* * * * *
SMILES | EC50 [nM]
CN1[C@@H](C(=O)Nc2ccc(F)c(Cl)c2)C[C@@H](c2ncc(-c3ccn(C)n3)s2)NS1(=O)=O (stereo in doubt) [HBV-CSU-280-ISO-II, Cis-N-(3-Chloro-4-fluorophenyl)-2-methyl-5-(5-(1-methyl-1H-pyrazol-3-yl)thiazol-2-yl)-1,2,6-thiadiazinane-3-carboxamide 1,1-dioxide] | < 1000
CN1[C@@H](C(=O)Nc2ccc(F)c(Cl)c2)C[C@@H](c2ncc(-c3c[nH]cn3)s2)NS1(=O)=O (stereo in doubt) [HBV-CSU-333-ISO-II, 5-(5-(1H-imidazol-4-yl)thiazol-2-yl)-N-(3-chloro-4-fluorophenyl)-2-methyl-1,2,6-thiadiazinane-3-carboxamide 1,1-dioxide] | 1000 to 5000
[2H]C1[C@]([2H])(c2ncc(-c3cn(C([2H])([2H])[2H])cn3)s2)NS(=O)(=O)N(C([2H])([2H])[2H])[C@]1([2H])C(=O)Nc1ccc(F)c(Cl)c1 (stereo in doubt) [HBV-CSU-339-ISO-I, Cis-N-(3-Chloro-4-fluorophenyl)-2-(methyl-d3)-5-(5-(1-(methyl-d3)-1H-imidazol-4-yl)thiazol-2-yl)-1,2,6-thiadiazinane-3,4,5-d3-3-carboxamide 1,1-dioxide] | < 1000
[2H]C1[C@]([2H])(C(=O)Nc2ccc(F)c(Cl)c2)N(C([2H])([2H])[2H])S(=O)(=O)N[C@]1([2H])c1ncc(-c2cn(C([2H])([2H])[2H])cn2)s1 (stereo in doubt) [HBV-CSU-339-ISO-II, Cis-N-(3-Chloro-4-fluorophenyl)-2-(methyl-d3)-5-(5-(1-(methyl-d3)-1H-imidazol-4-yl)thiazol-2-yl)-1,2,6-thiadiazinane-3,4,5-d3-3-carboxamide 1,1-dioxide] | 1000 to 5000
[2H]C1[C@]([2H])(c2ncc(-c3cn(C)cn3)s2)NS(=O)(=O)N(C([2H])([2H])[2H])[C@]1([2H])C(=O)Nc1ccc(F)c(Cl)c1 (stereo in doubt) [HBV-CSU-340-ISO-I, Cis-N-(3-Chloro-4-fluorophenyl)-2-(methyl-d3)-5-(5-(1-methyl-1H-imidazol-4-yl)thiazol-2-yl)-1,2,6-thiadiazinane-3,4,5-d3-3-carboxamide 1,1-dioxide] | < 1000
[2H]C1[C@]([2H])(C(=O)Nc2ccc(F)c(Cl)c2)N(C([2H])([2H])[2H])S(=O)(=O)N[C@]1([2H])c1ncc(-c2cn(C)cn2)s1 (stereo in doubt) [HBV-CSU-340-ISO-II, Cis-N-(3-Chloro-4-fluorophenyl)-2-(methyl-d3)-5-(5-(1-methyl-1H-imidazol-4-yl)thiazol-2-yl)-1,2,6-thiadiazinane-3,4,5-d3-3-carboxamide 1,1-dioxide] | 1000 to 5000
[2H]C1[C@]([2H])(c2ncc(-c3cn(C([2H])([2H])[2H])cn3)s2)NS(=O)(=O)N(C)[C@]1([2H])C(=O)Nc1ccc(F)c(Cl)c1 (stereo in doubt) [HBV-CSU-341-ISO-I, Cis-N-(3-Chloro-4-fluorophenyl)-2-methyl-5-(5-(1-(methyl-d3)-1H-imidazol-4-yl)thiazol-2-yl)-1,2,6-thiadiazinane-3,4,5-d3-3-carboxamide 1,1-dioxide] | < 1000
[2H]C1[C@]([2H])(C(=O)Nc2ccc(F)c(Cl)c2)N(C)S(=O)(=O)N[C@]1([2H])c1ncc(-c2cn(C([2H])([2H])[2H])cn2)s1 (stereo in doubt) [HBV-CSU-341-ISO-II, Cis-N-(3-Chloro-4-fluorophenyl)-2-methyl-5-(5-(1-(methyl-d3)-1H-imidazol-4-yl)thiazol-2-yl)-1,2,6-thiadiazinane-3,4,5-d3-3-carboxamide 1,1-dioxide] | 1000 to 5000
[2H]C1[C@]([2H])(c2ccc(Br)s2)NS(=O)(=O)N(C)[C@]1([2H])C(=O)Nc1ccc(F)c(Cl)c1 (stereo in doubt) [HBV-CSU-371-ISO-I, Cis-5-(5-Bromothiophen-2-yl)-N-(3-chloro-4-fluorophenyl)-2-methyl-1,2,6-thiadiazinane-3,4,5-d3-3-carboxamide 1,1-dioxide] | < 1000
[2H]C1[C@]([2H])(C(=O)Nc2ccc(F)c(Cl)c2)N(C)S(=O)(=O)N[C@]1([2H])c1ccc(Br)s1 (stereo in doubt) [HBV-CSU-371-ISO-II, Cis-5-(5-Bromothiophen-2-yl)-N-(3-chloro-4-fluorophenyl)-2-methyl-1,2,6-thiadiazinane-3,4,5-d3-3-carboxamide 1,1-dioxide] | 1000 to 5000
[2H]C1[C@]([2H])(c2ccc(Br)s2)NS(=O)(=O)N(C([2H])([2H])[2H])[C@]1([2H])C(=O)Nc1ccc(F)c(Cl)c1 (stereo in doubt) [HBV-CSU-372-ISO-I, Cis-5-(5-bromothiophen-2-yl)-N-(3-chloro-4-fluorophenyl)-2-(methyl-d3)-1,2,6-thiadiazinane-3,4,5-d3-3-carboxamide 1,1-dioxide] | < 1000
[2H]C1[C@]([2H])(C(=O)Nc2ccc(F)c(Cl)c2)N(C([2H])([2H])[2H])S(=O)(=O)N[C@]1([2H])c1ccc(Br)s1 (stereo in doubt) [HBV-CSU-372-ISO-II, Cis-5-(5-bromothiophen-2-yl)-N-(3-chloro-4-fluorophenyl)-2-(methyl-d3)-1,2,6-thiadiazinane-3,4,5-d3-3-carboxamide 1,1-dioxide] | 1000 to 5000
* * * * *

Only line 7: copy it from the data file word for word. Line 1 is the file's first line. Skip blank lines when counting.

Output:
[2H]C1[C@]([2H])(C(=O)Nc2ccc(F)c(Cl)c2)N(C([2H])([2H])[2H])S(=O)(=O)N[C@]1([2H])c1ncc(-c2cn(C)cn2)s1 (stereo in doubt) [HBV-CSU-340-ISO-II, Cis-N-(3-Chloro-4-fluorophenyl)-2-(methyl-d3)-5-(5-(1-methyl-1H-imidazol-4-yl)thiazol-2-yl)-1,2,6-thiadiazinane-3,4,5-d3-3-carboxamide 1,1-dioxide] | 1000 to 5000